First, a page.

As a mPTC, this case was genetically very unique in that different kinds of BRAF mutations were found simultaneously in accordance with the different histological foci of mPTC. Three conventional PTCs of mPTC had the BRAF V600E (T1799A) mutation and the discrete, noncontiguous FVPTC exhibited the BRAF K601E (A1801G) mutation. To our knowledge, it has never been reported that two different BRAF mutations were noted together in the mPTC of an individual patient at the same time. In previous studies regarding mPTC and its genetic alterations, some cases of mPTC revealed a discordant and mixed pattern of BRAF V600E mutation with a combination of BRAF V600E-positive BRAF V600E-negative PTC foci, although most mPTC exhibited a concordant pattern of either all positive or negative with regards to its BRAF V600E mutation status.5 Since PTC foci that do not harbor the BRAF V600E mutation often show different histopathological types other than the conventional type, BRAF-discordant mPTC tend to show different morphotypes between tumor foci.5 The present case corresponds to the small population of mPTC exhibiting the different morphotype and the discordance of BRAF V600E mutations among discrete tumor foci of mPTC. Moreover, our case was characterized by the presence of the BRAF K601E (A1801G) mutation in BRAF V600E-negative FVPTC foci. If we consider a very low incidence of 7% of BRAF K601E mutations in solitary FVPTC,4 this simultaneous presence of BRAF K601E and V600E mutations must be a very rare event with regards to genetic alterations observed in mPTC. In comparing the frequency of the BRAF K601E mutation with that of the BRAF V600E mutation in FVPTC, the BRAF V600E mutation is more commonly detected in FVPTC due to its high prevalence in PTC. However, the BRAF K601E mutation has special diagnostic value for the detection of FVPTC in that most of this mutation has been encountered and described in FVPTC, although it has been reported in a few cases of follicular adenoma and carcinoma.4,13
The discordant pattern of BRAF mutations in the present case might be associated with the question whether mPTC arise de novo or from intrathyroidal metastasis. The observed discordant pattern of BRAF mutations in our case seems to support the concept of de novo development of mPTC, suggesting an independent origin of the different tumor foci. However, because there was a previous study that reported that mPTC showing a discordant pattern of BRAF mutations usually has monoclonal derivation when considering the result of genome-wide allelic imbalances,5,11 it remains uncertain whether our case resulted from de novo tumorigenesis or intraglandular spread.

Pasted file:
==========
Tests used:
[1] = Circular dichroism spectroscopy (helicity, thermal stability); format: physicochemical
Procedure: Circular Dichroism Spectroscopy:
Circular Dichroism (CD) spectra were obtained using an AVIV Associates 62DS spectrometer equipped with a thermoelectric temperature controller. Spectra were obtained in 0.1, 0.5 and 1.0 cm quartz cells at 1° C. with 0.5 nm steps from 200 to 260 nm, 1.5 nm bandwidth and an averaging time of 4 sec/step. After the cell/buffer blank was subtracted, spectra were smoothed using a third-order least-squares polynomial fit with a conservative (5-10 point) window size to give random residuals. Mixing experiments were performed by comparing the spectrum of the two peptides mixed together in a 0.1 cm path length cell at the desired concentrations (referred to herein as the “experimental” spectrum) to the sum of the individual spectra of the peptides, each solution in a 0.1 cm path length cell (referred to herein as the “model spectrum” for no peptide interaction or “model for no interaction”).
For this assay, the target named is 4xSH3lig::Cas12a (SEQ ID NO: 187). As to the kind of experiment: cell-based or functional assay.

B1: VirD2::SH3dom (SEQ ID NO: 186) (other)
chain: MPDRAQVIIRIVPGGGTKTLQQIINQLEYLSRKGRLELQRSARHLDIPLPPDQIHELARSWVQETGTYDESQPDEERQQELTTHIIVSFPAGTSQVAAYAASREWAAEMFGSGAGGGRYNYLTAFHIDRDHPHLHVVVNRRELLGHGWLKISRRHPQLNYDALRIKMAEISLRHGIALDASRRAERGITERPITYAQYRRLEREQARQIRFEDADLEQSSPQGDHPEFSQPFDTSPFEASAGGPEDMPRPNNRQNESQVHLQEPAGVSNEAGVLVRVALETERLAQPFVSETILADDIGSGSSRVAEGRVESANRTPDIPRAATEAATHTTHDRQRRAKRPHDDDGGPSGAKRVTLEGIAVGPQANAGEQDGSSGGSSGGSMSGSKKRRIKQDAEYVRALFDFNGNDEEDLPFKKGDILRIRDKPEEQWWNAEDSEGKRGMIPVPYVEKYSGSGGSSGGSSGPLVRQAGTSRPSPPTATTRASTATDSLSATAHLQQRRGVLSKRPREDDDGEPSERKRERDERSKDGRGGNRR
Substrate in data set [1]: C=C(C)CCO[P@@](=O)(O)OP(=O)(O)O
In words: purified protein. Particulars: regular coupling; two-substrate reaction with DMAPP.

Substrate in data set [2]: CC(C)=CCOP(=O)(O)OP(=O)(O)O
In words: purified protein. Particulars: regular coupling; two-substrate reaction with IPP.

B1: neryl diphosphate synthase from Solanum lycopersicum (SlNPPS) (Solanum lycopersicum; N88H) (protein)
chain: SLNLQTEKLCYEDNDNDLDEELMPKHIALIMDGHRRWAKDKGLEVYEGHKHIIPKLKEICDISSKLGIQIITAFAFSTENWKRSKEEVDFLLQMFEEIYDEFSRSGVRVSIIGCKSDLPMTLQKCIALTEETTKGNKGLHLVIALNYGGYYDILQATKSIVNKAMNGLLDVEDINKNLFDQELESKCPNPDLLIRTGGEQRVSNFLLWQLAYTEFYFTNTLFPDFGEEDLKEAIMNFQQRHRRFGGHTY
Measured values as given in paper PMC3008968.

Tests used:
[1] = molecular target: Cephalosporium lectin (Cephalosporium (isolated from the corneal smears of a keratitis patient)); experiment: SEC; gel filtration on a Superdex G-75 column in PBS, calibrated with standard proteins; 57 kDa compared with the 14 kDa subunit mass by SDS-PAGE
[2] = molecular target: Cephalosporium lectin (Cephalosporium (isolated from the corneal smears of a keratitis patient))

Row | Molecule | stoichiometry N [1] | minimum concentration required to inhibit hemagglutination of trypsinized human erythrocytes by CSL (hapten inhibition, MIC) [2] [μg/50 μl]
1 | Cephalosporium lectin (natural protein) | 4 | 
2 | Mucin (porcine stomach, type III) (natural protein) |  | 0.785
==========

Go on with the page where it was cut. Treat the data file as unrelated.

Immunohistochemical staining showed focal weak positivity to CK19 and no reactivity to galectin 3 in FVPTC, in contrast to diffuse strong reactivity of both makers in conventional PTC. The difference of galectin 3 expression between the conventional type and the follicular variant has been suggested in the previous studies. A large scale comprehensive study reported that the incidence of galectin 3 expression in FVPTC (79.7%) was significantly lower than that of conventional PTC (98.3%),14 although some previous studies on small numbers of FVPTC reported that galectin 3 was expressed in almost all cases like the conventional types.15,16 In terms of CK19 expression, there was no significant difference between FVPTC and the conventional PTC in previous studies.16,17 However, the numbers of FVPTC cases analyzed in these studies on CK19 expression was too small to be generalized. Decreased expression of CK19 and galectin 3 in FVPTC of the present mPTC may reflect the immnohistochemical features of the encapsulated variant of FVPTC.
Whether the prognosis of mPTC is worse than that of solitary PTC is controversial. Several previous studies have demonstrated that mPTC was associated with a higher rate of recurrence, whereas Schindler et al.18 suggested the opposite.12 The present case consisted of three conventional PTC foci with BRAF V600E mutations and one encapsulated FVPTC foci with the BRAF K601E mutation. Considering that the behavior of encapsulated FVPTC was reported to be indolent in most cases,19 the conventional PTC foci are more likely to affect the clinical course of this patient. In addition, the predominant role of conventional PTC foci in reference to the prognosis might be associated with the fact that BRAF V600E has about 2.5 times the kinase activity of BRAF K601E.20
In summary, we report a genetically unique case of mPTC having the BRAF V600E (T1799A) mutation in conventional PTC foci and the BRAF K601E (A1801G) mutation in non-contiguous, discrete follicular variant foci, simultaneously.